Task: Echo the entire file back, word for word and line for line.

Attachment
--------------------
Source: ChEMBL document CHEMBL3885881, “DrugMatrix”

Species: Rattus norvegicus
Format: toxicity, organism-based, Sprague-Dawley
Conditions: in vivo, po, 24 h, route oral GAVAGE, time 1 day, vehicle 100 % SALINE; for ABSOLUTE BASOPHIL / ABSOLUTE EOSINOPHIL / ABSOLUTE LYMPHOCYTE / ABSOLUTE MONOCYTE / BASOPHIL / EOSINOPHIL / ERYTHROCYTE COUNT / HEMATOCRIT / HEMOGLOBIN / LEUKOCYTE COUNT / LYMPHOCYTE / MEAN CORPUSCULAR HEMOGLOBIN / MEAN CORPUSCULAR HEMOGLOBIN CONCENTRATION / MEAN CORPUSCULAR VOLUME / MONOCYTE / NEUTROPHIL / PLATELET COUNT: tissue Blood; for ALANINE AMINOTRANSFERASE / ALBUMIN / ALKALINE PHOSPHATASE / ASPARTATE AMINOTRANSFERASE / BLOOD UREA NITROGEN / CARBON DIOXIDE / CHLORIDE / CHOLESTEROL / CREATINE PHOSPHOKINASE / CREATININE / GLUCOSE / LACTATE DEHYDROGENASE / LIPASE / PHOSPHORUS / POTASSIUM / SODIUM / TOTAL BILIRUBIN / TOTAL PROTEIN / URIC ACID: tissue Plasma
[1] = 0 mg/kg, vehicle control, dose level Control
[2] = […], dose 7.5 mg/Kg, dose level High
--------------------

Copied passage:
Source: ChEMBL document CHEMBL3885881, “DrugMatrix”

Species: Rattus norvegicus
Format: toxicity, organism-based, Sprague-Dawley
Conditions: in vivo, po, 24 h, route oral GAVAGE, time 1 day, vehicle 100 % SALINE; for ABSOLUTE BASOPHIL / ABSOLUTE EOSINOPHIL / ABSOLUTE LYMPHOCYTE / ABSOLUTE MONOCYTE / BASOPHIL / EOSINOPHIL / ERYTHROCYTE COUNT / HEMATOCRIT / HEMOGLOBIN / LEUKOCYTE COUNT / LYMPHOCYTE / MEAN CORPUSCULAR HEMOGLOBIN / MEAN CORPUSCULAR HEMOGLOBIN CONCENTRATION / MEAN CORPUSCULAR VOLUME / MONOCYTE / NEUTROPHIL / PLATELET COUNT: tissue Blood; for ALANINE AMINOTRANSFERASE / ALBUMIN / ALKALINE PHOSPHATASE / ASPARTATE AMINOTRANSFERASE / BLOOD UREA NITROGEN / CARBON DIOXIDE / CHLORIDE / CHOLESTEROL / CREATINE PHOSPHOKINASE / CREATININE / GLUCOSE / LACTATE DEHYDROGENASE / LIPASE / PHOSPHORUS / POTASSIUM / SODIUM / TOTAL BILIRUBIN / TOTAL PROTEIN / URIC ACID: tissue Plasma
[1] = 0 mg/kg, vehicle control, dose level Control
[2] = […], dose 7.5 mg/Kg, dose level High